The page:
Charles Lloyd tenor saxophone
Bobo Stenson piano
Anders Jormin bass
Billy Hart drums
Recorded July 1993 at Rainbow Studio, Oslo
Engineer: Jan Erik Kongshaug
Produced by Manfred Eicher
With The Call, tenorist Charles Lloyd really began to hit his ECM stride. Having pianist Bobo Stenson, bassist Anders Jormin, and drummer Billy Hart didn’t hurt, either. “It’s a full-service orchestra of love,” Lloyd once said in reference to this lineup. I decline to come up with a more fitting slogan, for the tender ode of “Nocturne” that opens this set of nine originals is bursting with it, that love which bears the weight of dreams on its shoulders and sews itself into the quilt of history, one patch at a time. Stenson rings true, here as throughout, blending us into “Song” with a mélange of pointillism and legato undercurrents as Jormin’s buoyant solo carries us deeper into this moonlit cave. That Lloyd only joins in three quarters of the way through a nearly 13-minute odyssey betrays his humility. His selfless expression uncurls like the fist of a pacifist in “Dwija” while still holding in its relief the possibility of defense. “Glimpse” has its own story to tell, painting a lakeside soiree under hanging lights, each wrapped in fragile paper and lending purpose to a slow dance one wishes might never end. Such bittersweet softness is the album’s emotional eigentone, fashioning a double-edged sword between the urgency of “Imke” and the blissful “Amarma,” the thoughtfulness of which shows Lloyd’s true colors. Our leader is also irresistible in the celebratory “Figure In Blue, Memories Of Duke” (note also Stenson’s complementary touches) and the audio kiss of “The Blessing.” But Lloyd saves the best for last with “Brother On The Rooftop,” an ululating duet with drums that might very well have planted the seed for Which Way is East.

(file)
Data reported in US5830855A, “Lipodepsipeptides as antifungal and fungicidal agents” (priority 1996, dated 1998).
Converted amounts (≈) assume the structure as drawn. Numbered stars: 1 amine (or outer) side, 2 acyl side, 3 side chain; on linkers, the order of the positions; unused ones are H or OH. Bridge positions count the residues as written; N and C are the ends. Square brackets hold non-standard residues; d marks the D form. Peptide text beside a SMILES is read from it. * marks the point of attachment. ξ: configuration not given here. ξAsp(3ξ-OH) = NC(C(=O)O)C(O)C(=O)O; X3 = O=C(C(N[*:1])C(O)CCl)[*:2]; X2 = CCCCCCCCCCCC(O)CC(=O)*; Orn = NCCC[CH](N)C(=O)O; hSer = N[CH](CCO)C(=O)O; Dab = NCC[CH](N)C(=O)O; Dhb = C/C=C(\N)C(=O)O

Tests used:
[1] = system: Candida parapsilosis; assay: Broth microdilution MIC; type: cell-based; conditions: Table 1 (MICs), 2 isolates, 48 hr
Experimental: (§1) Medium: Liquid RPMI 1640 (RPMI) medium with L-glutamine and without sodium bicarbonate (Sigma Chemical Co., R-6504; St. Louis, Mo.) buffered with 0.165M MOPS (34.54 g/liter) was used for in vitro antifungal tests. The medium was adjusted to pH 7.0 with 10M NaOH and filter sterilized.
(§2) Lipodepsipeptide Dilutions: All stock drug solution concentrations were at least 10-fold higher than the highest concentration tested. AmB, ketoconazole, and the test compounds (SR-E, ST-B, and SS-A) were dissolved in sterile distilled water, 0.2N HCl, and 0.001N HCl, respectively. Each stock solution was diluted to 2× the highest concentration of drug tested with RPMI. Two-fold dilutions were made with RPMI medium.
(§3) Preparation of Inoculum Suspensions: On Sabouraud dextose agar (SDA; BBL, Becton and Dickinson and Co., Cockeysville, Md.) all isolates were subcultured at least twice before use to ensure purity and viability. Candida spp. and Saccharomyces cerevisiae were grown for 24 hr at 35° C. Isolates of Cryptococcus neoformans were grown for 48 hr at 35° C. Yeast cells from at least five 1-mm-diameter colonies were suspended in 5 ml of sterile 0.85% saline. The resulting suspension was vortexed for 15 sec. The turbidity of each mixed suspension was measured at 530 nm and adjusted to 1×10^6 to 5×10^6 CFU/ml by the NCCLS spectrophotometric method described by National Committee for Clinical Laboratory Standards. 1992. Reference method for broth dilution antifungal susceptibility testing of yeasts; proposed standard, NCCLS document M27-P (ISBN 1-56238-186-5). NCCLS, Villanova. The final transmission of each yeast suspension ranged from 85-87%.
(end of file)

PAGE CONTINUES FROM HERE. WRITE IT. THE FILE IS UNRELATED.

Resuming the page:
Every great jazz player knows how to tell a story. Yet Lloyd knows not only how to tell a story, but also binds it in soft leather and tools it into a one-of-a-kind symmetry. He needn’t even inscribe it, for his spirit is in the details. Never one afraid to think out loud, he lets us in on everything.
This hefty and delicious slice of cerebral offerings marks the last of ECM’s “Touchstones” releases, whereby the label was beset with the daunting task of boiling down a catalogue of over 1000 to a mere 40 defining titles.